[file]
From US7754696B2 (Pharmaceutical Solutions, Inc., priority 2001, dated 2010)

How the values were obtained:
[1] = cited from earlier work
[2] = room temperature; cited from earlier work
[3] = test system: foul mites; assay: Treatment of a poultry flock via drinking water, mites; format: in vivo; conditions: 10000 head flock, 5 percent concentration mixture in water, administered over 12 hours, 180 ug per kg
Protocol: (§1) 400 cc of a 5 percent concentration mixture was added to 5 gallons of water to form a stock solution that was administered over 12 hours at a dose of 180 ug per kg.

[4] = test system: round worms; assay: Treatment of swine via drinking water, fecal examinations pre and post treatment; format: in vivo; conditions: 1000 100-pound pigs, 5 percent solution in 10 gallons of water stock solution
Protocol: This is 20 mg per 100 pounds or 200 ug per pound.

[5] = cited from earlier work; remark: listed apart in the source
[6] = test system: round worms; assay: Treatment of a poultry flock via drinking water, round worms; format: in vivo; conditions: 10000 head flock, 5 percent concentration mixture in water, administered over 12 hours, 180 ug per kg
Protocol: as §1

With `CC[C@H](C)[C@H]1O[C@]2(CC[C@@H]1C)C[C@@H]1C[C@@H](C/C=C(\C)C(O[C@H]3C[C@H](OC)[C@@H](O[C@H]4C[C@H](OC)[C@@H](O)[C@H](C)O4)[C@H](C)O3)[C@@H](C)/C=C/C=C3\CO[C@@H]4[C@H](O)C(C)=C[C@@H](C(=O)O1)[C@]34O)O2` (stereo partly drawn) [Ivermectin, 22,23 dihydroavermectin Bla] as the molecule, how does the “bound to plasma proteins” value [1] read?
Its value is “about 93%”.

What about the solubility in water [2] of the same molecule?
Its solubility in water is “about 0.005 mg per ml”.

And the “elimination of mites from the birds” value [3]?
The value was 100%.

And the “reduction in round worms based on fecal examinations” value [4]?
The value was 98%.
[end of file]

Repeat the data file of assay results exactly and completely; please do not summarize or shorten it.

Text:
From US7754696B2 (Pharmaceutical Solutions, Inc., priority 2001, dated 2010)

How the values were obtained:
[1] = cited from earlier work
[2] = room temperature; cited from earlier work
[3] = test system: foul mites; assay: Treatment of a poultry flock via drinking water, mites; format: in vivo; conditions: 10000 head flock, 5 percent concentration mixture in water, administered over 12 hours, 180 ug per kg
Protocol: (§1) 400 cc of a 5 percent concentration mixture was added to 5 gallons of water to form a stock solution that was administered over 12 hours at a dose of 180 ug per kg.

[4] = test system: round worms; assay: Treatment of swine via drinking water, fecal examinations pre and post treatment; format: in vivo; conditions: 1000 100-pound pigs, 5 percent solution in 10 gallons of water stock solution
Protocol: This is 20 mg per 100 pounds or 200 ug per pound.

[5] = cited from earlier work; remark: listed apart in the source
[6] = test system: round worms; assay: Treatment of a poultry flock via drinking water, round worms; format: in vivo; conditions: 10000 head flock, 5 percent concentration mixture in water, administered over 12 hours, 180 ug per kg
Protocol: as §1

With `CC[C@H](C)[C@H]1O[C@]2(CC[C@@H]1C)C[C@@H]1C[C@@H](C/C=C(\C)C(O[C@H]3C[C@H](OC)[C@@H](O[C@H]4C[C@H](OC)[C@@H](O)[C@H](C)O4)[C@H](C)O3)[C@@H](C)/C=C/C=C3\CO[C@@H]4[C@H](O)C(C)=C[C@@H](C(=O)O1)[C@]34O)O2` (stereo partly drawn) [Ivermectin, 22,23 dihydroavermectin Bla] as the molecule, how does the “bound to plasma proteins” value [1] read?
Its value is “about 93%”.

What about the solubility in water [2] of the same molecule?
Its solubility in water is “about 0.005 mg per ml”.

And the “elimination of mites from the birds” value [3]?
The value was 100%.

And the “reduction in round worms based on fecal examinations” value [4]?
The value was 98%.